One advantage of micro braids is that they offer more access to the scalp, which makes cleaning your scalp and hair a lot easier.
Normal, Pencil-Sized Box Braids
The normal box braids may be the best option when you want to play it safe. They’re not heavy like some jumbo box braids can be, and they aren’t thin, micro braids that can put stress on small sections of your hair. These “normal” box braids are often the best place to start for people new to braiding hairstyles.
Now that you have made up your mind about the size of your braids, the next step involves choosing the length of the braids.
If you are looking for a more dramatic look, then long braids are the better option. However, keep in mind that these braids can get in your way and maybe uncomfortable when you sleep at night.
One of the more popular trends at the moment is the short box braids styled into a bob.
Medium-length box braids may also appeal to you as this is not the common length. In most cases, you will see women either sporting short or long braids.
The sky is the limit when it comes to choosing a color for your braids. You can choose to stick with natural, subtle colors such as browns and blacks. Or, if you are feeling adventurous, you may want to try out reds or blondes.
Other outrageous colors include bright orange highlights, neon pink, rainbow braids, red box braids, grey, yellow, purple, or blue.
Box Braids Hairstyles
Once you have chosen the color, length, and braid size and they’re now installed, the last step involves choosing a style. You can choose to wear your braids loose, or you can tie them up into a neat ponytail.
Some other popular box braid hairstyles include double buns, half buns, or full buns. You can even choose to show off this style with shaved sides along with hair accessories or bangs. Here’s a list of box braid styles:
Knotless Box Braids
Goddess Box Braids
Box Braids Ponytail
Box Braids with Curly Ends
Purple Box Braids
Multi-colored Box Braids
Triangle Box Braids
What’s the Average Price for Box Braids?
From our experience, the average price for box braids is anywhere from $65 all the way up to $350. Many different factors affect the box braid prices, the most common of which are age (i.e., child vs. adult prices), length of hair, and size of the braids.
The stylist may charge more or less as well, depending on the market. We’ve noticed that geographic region can also be a factor since the market can differ drastically.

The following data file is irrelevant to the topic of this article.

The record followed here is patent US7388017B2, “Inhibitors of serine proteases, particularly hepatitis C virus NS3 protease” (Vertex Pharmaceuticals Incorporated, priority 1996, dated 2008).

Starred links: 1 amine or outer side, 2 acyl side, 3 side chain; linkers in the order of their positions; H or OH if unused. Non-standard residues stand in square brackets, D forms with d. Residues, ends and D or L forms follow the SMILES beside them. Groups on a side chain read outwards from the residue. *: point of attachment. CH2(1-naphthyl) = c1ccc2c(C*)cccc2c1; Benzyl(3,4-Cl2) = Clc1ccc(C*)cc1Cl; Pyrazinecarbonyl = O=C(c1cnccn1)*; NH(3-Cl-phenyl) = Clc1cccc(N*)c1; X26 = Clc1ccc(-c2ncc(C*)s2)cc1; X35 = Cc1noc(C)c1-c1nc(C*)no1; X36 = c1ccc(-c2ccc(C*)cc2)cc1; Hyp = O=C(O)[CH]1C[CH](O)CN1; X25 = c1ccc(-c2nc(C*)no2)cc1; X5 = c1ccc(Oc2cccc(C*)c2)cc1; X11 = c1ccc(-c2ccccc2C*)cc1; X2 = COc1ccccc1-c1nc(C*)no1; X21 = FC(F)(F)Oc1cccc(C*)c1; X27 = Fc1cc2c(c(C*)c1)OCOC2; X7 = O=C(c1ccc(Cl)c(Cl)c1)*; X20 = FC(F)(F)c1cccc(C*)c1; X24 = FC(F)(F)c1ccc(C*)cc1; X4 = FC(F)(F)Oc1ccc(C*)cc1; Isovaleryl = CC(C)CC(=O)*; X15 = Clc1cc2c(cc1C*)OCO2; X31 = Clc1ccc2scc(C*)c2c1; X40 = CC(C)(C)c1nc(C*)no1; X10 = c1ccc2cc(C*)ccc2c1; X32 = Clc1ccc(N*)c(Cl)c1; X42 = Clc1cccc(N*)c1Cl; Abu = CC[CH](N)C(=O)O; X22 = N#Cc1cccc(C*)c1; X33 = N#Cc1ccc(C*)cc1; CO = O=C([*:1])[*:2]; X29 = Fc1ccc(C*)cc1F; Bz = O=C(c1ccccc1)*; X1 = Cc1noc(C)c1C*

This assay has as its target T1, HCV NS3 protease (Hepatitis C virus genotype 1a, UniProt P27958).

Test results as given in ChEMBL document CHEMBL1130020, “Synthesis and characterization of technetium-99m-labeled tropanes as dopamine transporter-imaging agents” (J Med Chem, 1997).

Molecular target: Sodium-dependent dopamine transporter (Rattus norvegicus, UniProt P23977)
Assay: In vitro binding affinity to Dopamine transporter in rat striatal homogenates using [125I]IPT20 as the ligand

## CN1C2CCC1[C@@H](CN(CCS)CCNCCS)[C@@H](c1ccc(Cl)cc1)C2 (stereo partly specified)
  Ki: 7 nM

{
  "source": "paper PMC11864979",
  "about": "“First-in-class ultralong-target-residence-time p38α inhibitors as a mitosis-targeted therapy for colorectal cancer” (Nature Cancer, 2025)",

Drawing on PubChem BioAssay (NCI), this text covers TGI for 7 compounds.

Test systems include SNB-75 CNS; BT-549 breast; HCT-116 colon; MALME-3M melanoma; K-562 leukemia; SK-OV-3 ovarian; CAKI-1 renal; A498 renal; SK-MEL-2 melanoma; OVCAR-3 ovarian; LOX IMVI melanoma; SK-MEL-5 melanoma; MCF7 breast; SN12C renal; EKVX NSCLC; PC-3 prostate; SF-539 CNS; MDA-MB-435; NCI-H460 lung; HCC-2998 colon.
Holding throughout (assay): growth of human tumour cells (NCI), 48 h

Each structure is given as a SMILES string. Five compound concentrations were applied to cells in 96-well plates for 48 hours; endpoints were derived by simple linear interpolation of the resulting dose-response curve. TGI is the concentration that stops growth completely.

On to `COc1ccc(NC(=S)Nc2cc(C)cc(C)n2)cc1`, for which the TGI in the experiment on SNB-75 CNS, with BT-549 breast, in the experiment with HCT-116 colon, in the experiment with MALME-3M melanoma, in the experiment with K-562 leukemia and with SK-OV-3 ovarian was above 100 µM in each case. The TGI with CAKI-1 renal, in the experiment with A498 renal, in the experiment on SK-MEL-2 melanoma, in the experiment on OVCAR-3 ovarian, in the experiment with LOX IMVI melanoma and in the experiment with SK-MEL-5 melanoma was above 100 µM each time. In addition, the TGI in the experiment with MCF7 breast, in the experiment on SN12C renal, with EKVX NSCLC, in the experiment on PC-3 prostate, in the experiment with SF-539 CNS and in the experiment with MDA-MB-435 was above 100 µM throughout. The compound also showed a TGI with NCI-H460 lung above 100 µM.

It depends on population, competition, and many other location-based factors. Price can vary widely in large cities like New York, Jacksonville, Kansas City, Denver, Atlanta, Los Angeles, and Houston.
Also, prices outside of the United States are unpredictable; Canada, United Kingdom, and Africa (for example) will have very different pricing models.
The most expensive box braids are those that go down to the waist. You can expect to pay more than $200 in nearly every market for waist-length box braids.
However, many places will offer children age 10 or younger a discount since they won’t need as much hair.
The length of your natural hair is also a factor. If your natural hair isn’t long enough to achieve your desired length, you will need to use hair weave (i.e., extensions).
As previously mentioned, kids and adults often have different prices. Some salons charge a minimum price of $150 to style box braids for an adult, but children usually will have a minimum price of less than $100.
If your hair is already long enough, you can just have it braided. If it isn’t, then you’ll need to purchase
Some stylists will charge you less if you bring your own braiding hair. Your local beauty supply store should be able to help you find good braiding hair for box braids.
However, there are other salons and stylists that will demand you purchase their
This is sometimes a requirement to force you to pay more, but other times it may be due to having a particular brand they prefer because of ease of use.
Depending on the exact nature of the box braids you’re getting, styling products may be included. As with many other services, this depends on the salon.
Learn How to Loosen Tight, Sore, Heavy Box Braids
Are Box Braids Heavy?
Many black women complain about box braids being very heavy. Often following the install, there is an adjustment period where your scalp, neck, and back may hurt depending on the weight of the braids.
As time goes on, you’re likely to adjust to the weight of the braids, and potential agony should subside after a few days.
Generally, when we hear most about box braids being heavy, it’s related to longer braids where several packs of braiding hair have been installed.
With many of these women, sleeping, showering, and washing your hair can be significant challenges.